Other companies like iBasis and ITXC went a step further by making the use of the internet transparent to the telephone caller.These services, called phone-to-phone in the industry, use ordinary telephone lines to connect to equipment that translate the analog telephone signal into a digital signal, transmit it to the destination country over the internet, and then convert the signal back to analog form and then deliver the signal to the called party over ordinary telephone lines.

Initially, quality problems meant that internet telephone calls were only made by a few adventurous users, but over time the quality of calls has improved to the point where leading companies like iBasis carry international traffic for major global telephone companies.Users cannot tell the difference between a call delivered over the Internet and one which came over a traditional circuit.It is believed that within three years most long distance telephone calls will be made at least in part over the Internet.

If internet telephony was so great, and offered the potential for so much, why have African countries not yet fully embraced it?Much of it can be explained by fear of the unknown.The traditional monopolies in African countries have enjoyed considerable profits from international calls over the years, and the prospect of cheaper alternatives appears to open the possibility for reduced profits.Another possibility is the fear of the unknown.Traditional networks have been around for some time and are easy to understand.Internet-based networks are new and can involve multiple services on a single network, each with a different business model and pricing structure.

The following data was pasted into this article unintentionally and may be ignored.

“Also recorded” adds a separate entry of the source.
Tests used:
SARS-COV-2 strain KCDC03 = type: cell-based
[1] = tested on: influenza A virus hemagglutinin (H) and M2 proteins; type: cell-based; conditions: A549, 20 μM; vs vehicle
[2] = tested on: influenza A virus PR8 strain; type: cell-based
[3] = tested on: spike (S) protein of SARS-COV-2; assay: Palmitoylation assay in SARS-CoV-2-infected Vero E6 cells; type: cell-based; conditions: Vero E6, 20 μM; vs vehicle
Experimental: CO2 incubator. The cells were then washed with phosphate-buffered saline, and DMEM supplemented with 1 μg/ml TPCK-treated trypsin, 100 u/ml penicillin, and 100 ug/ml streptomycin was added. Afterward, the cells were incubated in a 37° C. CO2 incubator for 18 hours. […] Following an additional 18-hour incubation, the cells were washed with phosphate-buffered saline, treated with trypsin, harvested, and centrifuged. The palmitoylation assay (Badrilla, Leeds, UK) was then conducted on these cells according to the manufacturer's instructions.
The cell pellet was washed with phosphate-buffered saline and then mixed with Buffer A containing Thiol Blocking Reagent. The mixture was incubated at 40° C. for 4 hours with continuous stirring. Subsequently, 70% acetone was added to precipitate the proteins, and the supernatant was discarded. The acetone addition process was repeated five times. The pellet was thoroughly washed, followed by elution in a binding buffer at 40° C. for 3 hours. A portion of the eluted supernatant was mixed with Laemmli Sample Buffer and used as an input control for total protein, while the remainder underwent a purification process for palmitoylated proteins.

All this comes in the midst of deregulation of the telecom sector in many African countries.The old monopolies know that they will soon have to give way to newer and perhaps more nimble competitors, and are not ready to give up so easily.At the same time many regulators have not been able to provide the guidance needed for a smooth transition to more competitive markets.

Initially, state-owned phone companies completely ignored the opportunity of Internet telephony.The result has been the emergence of several small operators in many African countries, who provide cheap international phone calls in competition with the national providers.Many of them were some of the new entrants were Internet Service Providers (ISPs), others were simply private operators - new entrants who saw a good opportunity for profit.